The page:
1. Overview

Java 6 has introduced a feature for discovering and loading implementations matching a given interface: Service Provider Interface (SPI).

In this tutorial, we’ll introduce the components of Java SPI and show how we can apply it to a practical use case.

2. Terms and Definitions of Java SPI

Java SPI defines four main components

2.1. Service

A well-known set of programming interfaces and classes that provide access to some specific application functionality or feature.

2.2. Service Provider Interface

An interface or abstract class that acts as a proxy or an endpoint to the service.

If the service is one interface, then it is the same as a service provider interface.

Service and SPI together are well-known in the Java Ecosystem as API.

2.3. Service Provider

A specific implementation of the SPI. The Service Provider contains one or more concrete classes that implement or extend the service type.

A Service Provider is configured and identified through a provider configuration file which we put in the resource directory META-INF/services. The file name is the fully-qualified name of the SPI and its content is the fully-qualified name of the SPI implementation.

The Service Provider is installed in the form of extensions, a jar file which we place in the application classpath, the Java extension classpath or the user-defined classpath.

2.4. ServiceLoader

At the heart of the SPI is the ServiceLoader class. This has the role of discovering and loading implementations lazily. It uses the context classpath to locate provider implementations and put them in an internal cache.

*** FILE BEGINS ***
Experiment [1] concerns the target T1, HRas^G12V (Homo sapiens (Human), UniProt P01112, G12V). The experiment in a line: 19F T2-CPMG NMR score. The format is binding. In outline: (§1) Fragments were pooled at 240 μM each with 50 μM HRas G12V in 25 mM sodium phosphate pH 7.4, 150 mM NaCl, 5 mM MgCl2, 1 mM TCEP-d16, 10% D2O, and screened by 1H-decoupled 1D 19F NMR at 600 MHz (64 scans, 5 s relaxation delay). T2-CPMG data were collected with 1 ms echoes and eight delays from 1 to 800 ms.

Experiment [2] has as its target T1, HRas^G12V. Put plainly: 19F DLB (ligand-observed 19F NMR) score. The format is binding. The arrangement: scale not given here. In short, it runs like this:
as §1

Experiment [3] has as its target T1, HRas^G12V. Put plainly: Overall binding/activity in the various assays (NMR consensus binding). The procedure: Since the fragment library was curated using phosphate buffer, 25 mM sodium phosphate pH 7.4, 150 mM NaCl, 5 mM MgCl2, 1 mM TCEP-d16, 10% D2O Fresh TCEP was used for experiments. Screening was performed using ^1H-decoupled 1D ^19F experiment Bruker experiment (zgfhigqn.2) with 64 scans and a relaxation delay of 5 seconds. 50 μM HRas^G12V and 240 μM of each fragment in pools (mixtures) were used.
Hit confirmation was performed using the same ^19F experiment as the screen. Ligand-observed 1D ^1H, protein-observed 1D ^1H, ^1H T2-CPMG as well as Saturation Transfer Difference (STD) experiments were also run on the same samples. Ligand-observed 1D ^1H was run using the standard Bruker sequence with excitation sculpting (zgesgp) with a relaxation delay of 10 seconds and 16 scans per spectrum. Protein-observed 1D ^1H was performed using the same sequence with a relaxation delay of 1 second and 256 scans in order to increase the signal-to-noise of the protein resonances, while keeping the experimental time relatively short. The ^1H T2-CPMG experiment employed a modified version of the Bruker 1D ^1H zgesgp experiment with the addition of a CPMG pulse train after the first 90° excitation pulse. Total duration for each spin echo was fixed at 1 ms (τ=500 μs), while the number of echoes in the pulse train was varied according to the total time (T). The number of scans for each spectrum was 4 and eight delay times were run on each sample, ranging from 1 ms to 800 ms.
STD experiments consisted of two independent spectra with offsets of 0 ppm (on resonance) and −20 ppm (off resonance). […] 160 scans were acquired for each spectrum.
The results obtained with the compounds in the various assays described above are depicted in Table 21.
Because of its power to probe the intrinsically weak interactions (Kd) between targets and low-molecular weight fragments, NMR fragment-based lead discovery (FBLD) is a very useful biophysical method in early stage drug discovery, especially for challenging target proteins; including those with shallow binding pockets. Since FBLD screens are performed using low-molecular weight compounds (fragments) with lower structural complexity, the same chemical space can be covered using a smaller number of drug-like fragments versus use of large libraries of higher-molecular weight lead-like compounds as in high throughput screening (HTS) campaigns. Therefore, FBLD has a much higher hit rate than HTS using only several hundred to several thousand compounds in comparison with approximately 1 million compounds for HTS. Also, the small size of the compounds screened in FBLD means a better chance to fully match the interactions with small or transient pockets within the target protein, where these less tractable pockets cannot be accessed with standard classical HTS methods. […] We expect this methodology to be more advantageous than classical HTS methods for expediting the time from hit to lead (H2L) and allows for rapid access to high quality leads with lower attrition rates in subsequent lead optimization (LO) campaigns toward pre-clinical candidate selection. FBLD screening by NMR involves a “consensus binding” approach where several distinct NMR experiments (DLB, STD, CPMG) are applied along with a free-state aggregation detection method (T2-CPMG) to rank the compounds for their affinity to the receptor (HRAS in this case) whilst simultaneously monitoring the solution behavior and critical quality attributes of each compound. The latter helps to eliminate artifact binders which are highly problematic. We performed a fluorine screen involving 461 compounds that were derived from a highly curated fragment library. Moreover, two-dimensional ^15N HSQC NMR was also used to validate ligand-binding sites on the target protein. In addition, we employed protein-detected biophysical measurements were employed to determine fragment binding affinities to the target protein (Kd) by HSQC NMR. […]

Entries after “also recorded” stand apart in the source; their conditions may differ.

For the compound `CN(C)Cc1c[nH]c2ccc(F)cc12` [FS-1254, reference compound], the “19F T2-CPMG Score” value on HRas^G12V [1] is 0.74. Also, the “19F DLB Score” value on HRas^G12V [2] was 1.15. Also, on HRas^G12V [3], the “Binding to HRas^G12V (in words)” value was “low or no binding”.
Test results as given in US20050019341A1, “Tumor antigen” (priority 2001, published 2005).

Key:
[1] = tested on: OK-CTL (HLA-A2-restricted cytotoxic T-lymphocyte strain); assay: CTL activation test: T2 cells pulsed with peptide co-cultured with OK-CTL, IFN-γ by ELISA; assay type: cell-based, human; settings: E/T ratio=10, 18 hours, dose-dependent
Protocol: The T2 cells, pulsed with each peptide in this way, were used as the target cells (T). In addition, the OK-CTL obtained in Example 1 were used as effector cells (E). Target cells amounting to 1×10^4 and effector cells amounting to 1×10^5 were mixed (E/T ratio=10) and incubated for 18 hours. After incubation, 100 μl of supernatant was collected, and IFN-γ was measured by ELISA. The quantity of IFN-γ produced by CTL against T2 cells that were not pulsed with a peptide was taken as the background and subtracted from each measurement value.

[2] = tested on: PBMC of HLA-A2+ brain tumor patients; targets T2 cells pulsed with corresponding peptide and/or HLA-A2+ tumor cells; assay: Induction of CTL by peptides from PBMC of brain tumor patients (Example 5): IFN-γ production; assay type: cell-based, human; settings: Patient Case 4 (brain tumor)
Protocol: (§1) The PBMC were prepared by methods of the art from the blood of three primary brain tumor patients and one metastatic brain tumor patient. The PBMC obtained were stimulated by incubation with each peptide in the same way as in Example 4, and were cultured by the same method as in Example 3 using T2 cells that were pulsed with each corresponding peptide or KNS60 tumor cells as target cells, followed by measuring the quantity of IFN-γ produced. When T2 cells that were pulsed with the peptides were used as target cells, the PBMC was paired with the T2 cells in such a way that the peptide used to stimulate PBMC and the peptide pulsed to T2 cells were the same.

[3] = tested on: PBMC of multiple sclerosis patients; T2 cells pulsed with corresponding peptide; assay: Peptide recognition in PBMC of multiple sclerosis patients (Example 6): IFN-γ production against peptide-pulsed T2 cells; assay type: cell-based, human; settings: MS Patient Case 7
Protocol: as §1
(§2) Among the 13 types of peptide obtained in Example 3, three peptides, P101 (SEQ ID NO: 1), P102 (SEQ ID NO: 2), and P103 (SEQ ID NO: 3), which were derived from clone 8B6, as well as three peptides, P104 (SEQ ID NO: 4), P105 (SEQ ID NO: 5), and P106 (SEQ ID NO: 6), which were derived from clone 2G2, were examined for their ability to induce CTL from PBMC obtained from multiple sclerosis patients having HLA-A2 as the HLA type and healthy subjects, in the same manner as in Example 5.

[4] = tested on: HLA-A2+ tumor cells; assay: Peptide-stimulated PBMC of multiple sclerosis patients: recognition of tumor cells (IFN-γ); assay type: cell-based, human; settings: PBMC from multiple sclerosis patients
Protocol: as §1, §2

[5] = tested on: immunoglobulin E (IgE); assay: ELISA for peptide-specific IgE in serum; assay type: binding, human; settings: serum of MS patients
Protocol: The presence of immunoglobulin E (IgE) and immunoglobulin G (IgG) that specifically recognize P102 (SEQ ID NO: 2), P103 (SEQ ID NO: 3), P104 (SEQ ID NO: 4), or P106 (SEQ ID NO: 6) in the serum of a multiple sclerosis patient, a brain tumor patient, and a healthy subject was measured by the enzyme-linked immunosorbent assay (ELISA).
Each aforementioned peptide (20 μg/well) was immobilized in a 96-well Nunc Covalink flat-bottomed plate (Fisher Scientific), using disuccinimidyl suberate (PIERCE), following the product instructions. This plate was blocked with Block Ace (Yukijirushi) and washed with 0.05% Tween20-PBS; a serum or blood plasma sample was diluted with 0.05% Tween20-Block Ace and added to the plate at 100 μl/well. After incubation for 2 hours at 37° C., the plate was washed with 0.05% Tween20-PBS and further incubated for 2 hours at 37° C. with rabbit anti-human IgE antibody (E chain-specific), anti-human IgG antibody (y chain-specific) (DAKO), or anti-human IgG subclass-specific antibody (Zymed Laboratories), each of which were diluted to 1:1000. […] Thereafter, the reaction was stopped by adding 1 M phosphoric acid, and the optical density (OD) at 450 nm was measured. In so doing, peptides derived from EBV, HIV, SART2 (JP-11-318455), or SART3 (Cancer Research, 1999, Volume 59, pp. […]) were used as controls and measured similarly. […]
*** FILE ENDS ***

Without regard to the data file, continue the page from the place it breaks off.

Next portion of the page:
3. SPI Samples in the Java Ecosystem

Java provides many SPIs. Here are some samples of the service provider interface and the service that it provides:

4. Showcase: a Currency Exchange Rates Application

Now that we understand the basics, let’s describe the steps that are required to set up an exchange rate application.

To highlight these steps, we need to use at least three projects: exchange-rate-api, exchange-rate-impl, and exchange-rate-app.

In sub-section 4.1., we’ll cover the Service, the SPI and the ServiceLoader through the module exchange-rate-api, then in sub-section 4.2. we’ll implement our service provider in the exchange-rate-impl module, and finally, we’ll bring everything together in sub-section 4.3 through the module exchange-rate-app.

In fact, we can provide as many modules as we need for the service provider and make them available in the classpath of the module exchange-rate-app.

4.1. Building Our API

We start by creating a Maven project called exchange-rate-api. It’s good practice that the name ends with the term api, but we can call it whatever.

Then we create a model class for representing rates currencies:

package com.baeldung.rate.api;

public class Quote {
    private String currency;
    private BigDecimal ask;
    private BigDecinal bid;
    private LocalDate date;

And then we define our Service for retrieving quotes by creating the interface QuoteManager:

package com.baeldung.rate.api

public interface QuoteManager {
    List<Quote> getQuotes(String baseCurrency, LocalDate date);

Next, we create an SPI for our service:

package com.baeldung.rate.spi;

public interface ExchangeRateProvider {
    QuoteManager create();

And finally, we need to create a utility class ExchangeRate.java that can be used by client code. This class delegates to ServiceLoader.

First, we invoke the static factory method load() to get an instance of ServiceLoader:

ServiceLoader<ExchangeRateProvider> loader = ServiceLoader .load(ExchangeRateProvider.class);

And then we invoke the iterate() method to search and retrieve all available implementations.

Iterator<ExchangeRateProvider> = loader.iterator();

The search result is cached so we can invoke the ServiceLoader.reload() method in order to discover newly installed implementations:

Iterator<ExchangeRateProvider> = loader.reload();

And here’s our utility class:

public final class ExchangeRate {